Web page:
The NHS in London is taking part in a cancer awareness campaign that is the first to focus on tackling the fear of cancer, rather than specific symptoms.
New research shows that nearly six in 10 people (56%) nationally, say a cancer diagnosis is their biggest health fear, above other illnesses including heart disease and COVID-19.
In London, 47% of those who responded said cancer is the top health condition they are afraid of, yet 29% said they wouldn’t want to find out bad news or waste NHS time. 75% said they understand that catching cancer early makes it more treatable. However there are still 18% of the capital’s population who would not go to the GP if they noticed a serious bodily change.
The NHS Long Term Plan committed to increasing the number of cancers detected at an early stage one or two from half to three quarters by 2028. NHS staff have been checking record numbers of people for cancer. Latest figures show that the number of people getting checked for cancer increased by over half a million (512,110) in one year between December 2020 and December 2021.
Olympic coach and British Milers Club ‘Coach of the Year’, Phil Kissi MBE, was diagnosed at 49 with prostate cancer in 2006. Phil, now 64, from London, who has since recovered from prostate cancer, said:
“I was watching a TV programme that said Black men were at higher risk of prostate cancer. Although I didn’t have any symptoms, I had a feeling that something wasn’t right.
“My diagnosis changed my perspective on life, and I re-evaluated what was important to me. After my surgery, I decided to go into athletic training and help young people who might not have had the chance to fulfil their potential otherwise.
“If you’re worried about cancer, contact your GP practice. It’s probably nothing serious but even if it is, getting your diagnosis earlier can give you more treatment options and ultimately, a better chance of success”.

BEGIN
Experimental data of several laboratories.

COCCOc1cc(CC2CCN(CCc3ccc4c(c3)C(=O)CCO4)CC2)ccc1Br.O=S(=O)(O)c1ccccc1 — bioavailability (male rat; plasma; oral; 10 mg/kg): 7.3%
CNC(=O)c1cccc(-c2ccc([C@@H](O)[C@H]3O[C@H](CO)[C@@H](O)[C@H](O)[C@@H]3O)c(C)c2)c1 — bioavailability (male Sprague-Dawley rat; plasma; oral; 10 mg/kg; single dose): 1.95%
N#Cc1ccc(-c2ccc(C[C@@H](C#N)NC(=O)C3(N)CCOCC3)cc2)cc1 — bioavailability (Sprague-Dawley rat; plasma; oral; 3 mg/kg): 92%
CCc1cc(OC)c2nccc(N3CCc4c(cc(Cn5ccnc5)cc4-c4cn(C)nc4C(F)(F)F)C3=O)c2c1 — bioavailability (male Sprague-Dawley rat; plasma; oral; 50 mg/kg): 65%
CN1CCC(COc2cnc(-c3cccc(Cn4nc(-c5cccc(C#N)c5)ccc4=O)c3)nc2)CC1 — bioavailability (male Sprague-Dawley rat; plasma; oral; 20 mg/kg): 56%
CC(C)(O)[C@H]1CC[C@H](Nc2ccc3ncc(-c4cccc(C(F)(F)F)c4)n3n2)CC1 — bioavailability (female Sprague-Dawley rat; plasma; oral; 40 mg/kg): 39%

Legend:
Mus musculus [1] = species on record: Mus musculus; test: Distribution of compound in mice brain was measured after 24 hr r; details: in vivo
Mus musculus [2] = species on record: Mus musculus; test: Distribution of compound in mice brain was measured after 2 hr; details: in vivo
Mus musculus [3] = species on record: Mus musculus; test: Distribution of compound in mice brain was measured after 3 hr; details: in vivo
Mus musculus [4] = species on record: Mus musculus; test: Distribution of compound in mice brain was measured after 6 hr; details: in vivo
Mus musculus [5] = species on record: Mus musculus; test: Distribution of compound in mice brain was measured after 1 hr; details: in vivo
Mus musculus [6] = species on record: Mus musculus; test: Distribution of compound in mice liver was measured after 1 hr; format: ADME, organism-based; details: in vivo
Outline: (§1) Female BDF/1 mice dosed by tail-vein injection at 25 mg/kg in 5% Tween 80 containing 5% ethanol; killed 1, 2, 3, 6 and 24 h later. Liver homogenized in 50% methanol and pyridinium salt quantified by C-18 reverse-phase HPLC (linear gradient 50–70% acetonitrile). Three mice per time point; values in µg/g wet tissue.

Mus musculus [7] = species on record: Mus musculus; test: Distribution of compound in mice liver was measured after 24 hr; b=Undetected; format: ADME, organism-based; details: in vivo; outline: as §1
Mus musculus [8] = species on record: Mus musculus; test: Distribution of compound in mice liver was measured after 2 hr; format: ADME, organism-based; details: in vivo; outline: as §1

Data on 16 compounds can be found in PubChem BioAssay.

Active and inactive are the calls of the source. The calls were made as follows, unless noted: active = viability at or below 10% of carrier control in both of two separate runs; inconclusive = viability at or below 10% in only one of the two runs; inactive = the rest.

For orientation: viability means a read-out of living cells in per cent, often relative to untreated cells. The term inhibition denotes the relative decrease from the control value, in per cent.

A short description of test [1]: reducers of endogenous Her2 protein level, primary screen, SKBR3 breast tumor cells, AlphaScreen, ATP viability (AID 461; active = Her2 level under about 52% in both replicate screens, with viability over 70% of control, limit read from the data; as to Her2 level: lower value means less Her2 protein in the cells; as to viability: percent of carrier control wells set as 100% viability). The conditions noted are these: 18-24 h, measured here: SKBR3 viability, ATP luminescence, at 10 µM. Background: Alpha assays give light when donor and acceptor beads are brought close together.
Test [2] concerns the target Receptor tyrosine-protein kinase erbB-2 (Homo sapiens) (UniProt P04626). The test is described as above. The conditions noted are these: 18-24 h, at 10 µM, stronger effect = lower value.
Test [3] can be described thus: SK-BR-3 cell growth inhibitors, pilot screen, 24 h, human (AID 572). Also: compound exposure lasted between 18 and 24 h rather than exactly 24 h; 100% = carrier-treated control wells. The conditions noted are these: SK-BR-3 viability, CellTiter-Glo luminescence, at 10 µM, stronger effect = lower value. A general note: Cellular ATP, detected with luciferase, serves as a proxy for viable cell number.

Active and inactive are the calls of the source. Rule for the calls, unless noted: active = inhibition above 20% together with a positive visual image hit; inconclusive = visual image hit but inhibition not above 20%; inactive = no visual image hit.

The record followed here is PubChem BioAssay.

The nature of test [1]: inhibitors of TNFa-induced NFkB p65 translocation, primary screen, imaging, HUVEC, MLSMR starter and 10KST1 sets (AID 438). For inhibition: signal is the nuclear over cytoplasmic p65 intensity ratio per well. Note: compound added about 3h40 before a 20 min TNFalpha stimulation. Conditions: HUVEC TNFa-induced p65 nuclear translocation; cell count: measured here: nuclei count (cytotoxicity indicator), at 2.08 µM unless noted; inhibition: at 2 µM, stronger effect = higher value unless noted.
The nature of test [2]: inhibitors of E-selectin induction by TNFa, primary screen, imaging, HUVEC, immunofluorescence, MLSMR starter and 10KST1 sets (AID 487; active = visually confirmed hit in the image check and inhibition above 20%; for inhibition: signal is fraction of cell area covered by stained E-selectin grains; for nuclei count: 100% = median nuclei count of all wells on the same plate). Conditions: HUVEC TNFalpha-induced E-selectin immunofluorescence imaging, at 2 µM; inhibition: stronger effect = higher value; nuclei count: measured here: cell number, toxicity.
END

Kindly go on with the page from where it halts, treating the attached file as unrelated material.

Almost two thirds (63%) of those surveyed said dying was their biggest cancer fear, with more than one in three (37%) worried about being a burden on family and friends and over another third (36%) worried about the impact of chemotherapy or other treatments. While the majority of people knew catching cancer earlier makes it more treatable, over two fifths (42%) said they would ignore symptoms, wait to see if anything changed, look for answers online or speak to family and friends before seeing their GP.
Launching officially on Wednesday, a new advert will show a man who is worried about his symptoms carrying a jack-in-the-box around with him, which he winds up as he goes about his day. When he eventually gets checked and discovers he doesn’t have cancer, a consultant opens the jack-in-the-box to show it is empty.
NHS bosses and cancer charities are urging people not to delay “lifesaving” checks, highlighting nine in ten of those checked turn out not to have cancer but that it is better to know, so that people can get treated early when chances of survival are highest.
NHS chief executive, Amanda Pritchard, said: “We know that the prospect of a cancer diagnosis can be daunting for people and that is exactly why we are launching this potentially lifesaving campaign – we want to allay people’s fear about cancer and encourage them to get checked without delay.
“We know that many people don’t want to burden or bother anyone with their health concerns, but we would always prefer to see you sooner with a cancer that is easier to treat, than later with one that isn’t.
“NHS staff have pulled out all the stops to ensure cancer was prioritised throughout the pandemic with over half a million people starting treatment over the last two years and record numbers of people now being referred for checks and tests.
“So, the NHS is here for you – don’t let cancer play on your mind – get checked without delay”.
NHS clinical director for cancer, Professor Peter Johnson, said: “A key part of this new campaign is encouraging people to be aware of any changes in their body, and not to hold back from getting them checked.
“Most people who come forward and get tested for cancer find out they don’t have it, but whatever the result, the NHS wants you to know that we are here for you and finding out sooner is always better.
“It might be nothing at all, it might be something else the NHS can help you with, but if it is cancer then finding it early makes it much more treatable, and it could save your life”.